• MORE WELLBEING + COMPASSION: Harvard University found out that short, daily meditation practices lead to growth of the gray matter in the areas of the brain associated with wellbeing and compassion while the areas associated with stress and pain actually shrink.
  • IMPROVED PRODUCTIVITY + FOCUS: In a 2012 study conducted at the University of Washington,researchers found that meditation leads to a significant improvement in concentration and to time being used more efficiently.
  • HIGHER EMOTIONAL INTELLIGENCE + BETTER SOCIAL CONNECTIONS: Stanford Medical School found an increase of up to 40% in compassion (for yourself and others) which leads to better social connections and emotional intelligence — after a steady practice of meditation for only 9 weeks.
  • NO MORE LONELINESS: Researchers at UCLA report that meditating for just 30 minutes a day reduces the feeling of loneliness.
  • BETTER QUALITY OF SLEEP: The University of Utah discovered that meditation helps you sleep better as a result of lower cognitive and physiological activation at bedtime.
  • INCREASED ATTENTIVENESS: A study conducted by the University of Kentucky revealed that meditation increases the performance on tests that measure attention — even after the subjects had lost a night’s sleep!
  • Other studies show that meditation has incredible physical benefits as well such as:
    • lowering high blood pressure by 40 – 60
    • increasing your immune function
    • decreasing inflammation at a cellular level
    • improving ADH
    • preventing heart attacks + strokes

“Don’t be satisfied with stories, how things have gone with others. Unfold your own myth.” ― Rumi

Counselling / mentoring

Drawing from western psychology and eastern psycho spiritual techniques we create a mandala of practices to support and bring well being and inquiry. We listen to the body’s messages and wisdom and with a deep sense of support and shouldering we bring light into the ways we maybe keeping ourselves disconnected from our inner and outer worlds.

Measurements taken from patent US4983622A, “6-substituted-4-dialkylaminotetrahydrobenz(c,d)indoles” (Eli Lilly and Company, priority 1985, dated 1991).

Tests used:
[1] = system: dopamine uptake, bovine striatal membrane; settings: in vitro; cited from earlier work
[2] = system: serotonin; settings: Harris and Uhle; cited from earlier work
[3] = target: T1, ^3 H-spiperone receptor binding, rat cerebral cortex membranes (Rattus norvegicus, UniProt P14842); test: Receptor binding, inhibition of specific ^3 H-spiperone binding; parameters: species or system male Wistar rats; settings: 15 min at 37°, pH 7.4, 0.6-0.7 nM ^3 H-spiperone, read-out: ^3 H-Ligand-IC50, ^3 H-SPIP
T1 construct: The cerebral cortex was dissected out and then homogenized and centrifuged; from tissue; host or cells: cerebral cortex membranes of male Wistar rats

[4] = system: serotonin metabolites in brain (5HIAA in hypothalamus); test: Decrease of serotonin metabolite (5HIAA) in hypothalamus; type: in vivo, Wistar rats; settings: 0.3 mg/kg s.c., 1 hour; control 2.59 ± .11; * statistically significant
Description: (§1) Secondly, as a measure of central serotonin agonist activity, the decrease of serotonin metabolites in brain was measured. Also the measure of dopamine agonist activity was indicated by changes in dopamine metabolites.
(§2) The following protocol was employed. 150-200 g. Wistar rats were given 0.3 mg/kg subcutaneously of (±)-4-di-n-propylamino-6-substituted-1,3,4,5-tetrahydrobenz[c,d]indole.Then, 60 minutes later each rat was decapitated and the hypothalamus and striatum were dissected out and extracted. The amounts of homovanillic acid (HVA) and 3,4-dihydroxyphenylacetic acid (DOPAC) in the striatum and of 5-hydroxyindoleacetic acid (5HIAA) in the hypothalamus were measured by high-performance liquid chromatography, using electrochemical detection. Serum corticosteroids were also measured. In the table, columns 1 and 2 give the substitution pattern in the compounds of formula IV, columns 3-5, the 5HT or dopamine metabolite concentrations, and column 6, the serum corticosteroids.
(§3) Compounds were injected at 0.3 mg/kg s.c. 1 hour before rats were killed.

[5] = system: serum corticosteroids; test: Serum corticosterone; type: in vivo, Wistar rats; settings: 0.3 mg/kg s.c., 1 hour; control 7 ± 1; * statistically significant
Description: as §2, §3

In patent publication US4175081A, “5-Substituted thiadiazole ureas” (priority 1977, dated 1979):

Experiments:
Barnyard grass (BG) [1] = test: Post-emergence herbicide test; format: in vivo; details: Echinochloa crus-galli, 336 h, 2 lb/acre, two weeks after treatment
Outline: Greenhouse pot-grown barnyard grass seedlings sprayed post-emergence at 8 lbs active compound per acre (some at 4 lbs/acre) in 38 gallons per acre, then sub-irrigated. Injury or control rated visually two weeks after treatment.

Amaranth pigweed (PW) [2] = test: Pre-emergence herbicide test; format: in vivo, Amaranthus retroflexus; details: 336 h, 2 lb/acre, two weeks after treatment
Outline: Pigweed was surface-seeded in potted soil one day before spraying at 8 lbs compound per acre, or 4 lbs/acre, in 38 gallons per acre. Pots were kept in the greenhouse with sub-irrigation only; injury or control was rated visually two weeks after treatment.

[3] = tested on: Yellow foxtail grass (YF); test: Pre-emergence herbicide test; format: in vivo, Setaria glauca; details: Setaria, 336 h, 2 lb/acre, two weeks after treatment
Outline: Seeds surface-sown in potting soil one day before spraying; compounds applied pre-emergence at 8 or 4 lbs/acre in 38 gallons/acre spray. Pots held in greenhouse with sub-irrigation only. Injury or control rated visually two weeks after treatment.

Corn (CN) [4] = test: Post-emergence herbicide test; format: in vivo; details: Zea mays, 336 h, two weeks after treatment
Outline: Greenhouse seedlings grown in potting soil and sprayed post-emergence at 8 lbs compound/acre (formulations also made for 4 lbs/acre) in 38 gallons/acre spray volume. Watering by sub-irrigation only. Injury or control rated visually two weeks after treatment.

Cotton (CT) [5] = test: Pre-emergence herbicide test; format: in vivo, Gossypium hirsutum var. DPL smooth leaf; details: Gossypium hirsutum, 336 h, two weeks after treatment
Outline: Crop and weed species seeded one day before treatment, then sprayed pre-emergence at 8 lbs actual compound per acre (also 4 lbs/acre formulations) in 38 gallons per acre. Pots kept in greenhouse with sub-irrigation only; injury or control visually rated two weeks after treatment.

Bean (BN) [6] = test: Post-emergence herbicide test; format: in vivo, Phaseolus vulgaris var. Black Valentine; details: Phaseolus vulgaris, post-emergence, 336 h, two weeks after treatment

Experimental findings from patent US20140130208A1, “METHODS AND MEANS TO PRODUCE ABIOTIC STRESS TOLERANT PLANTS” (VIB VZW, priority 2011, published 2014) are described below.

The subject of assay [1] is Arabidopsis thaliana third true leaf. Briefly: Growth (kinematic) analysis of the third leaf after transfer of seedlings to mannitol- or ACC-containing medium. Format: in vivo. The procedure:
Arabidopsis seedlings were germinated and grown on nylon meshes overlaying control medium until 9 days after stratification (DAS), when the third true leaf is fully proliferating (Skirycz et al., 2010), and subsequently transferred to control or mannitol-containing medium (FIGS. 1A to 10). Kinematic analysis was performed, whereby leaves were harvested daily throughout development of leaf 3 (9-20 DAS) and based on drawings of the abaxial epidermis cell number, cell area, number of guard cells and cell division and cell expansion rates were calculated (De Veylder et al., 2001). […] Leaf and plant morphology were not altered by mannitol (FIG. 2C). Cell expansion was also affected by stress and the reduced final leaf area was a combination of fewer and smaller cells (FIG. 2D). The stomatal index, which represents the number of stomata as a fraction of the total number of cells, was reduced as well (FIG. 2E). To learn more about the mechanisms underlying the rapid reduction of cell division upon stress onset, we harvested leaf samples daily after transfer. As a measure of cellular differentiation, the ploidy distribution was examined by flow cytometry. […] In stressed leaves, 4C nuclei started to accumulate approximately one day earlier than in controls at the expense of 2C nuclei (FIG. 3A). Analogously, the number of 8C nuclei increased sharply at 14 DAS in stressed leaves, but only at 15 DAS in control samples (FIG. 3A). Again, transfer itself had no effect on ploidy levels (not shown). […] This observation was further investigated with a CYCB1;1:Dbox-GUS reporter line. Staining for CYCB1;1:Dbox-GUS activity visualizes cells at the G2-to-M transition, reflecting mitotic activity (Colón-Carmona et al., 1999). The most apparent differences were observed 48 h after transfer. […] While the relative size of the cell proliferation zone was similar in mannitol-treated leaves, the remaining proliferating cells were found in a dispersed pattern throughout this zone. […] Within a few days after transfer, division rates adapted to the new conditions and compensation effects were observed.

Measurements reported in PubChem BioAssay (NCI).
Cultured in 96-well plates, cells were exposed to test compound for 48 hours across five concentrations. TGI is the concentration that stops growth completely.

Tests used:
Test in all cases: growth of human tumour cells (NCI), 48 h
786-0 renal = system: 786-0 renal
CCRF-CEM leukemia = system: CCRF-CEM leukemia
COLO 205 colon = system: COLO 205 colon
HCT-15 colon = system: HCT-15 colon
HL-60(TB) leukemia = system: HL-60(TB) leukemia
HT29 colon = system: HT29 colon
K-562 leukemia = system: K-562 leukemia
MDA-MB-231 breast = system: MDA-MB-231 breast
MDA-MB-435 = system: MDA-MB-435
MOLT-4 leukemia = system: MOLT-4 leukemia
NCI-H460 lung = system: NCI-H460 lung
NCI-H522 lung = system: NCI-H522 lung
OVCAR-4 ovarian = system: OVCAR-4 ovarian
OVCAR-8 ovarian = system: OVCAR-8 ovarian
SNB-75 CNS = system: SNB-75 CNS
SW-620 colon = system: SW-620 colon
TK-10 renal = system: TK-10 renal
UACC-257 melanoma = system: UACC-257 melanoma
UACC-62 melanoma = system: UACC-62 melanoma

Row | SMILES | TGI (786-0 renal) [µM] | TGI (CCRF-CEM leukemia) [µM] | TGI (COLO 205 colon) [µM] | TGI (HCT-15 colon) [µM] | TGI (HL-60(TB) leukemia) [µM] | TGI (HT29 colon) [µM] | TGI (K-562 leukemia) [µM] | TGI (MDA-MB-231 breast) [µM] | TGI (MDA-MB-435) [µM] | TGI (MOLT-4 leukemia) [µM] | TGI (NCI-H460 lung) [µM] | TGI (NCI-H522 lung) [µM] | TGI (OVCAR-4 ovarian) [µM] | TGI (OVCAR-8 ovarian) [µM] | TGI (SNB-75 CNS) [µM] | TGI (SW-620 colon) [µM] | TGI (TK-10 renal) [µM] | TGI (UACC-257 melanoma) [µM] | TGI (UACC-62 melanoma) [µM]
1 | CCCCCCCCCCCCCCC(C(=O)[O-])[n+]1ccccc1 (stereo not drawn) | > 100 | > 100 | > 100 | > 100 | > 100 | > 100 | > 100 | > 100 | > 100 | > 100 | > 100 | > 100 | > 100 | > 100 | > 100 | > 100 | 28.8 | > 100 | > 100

In the mentoring sessions the teacher offers a place where emptying occurs which leads to inspiration, self confidence and increased capacity and quality of practice.

Nathalie is a qualified mentor with the Insight Yoga Institute (more information) and has experience in shouldering teachers around the world.

“Healing is every breath.” – Thich Nhat Hanh


Breathing with consciousness

Breath is essential to life. It is the first thing we do when we are born and the last thing we do when we leave. In between that time, we take about half a billion breaths. What we may not realize is that the mind, body, and breath are intimately connected and can influence each other. Our breathing is influenced by our thoughts, and our thoughts and physiology can be influenced by our breath. Learning to breathe consciously and with awareness can be a valuable tool in helping to restore balance in the mind and body.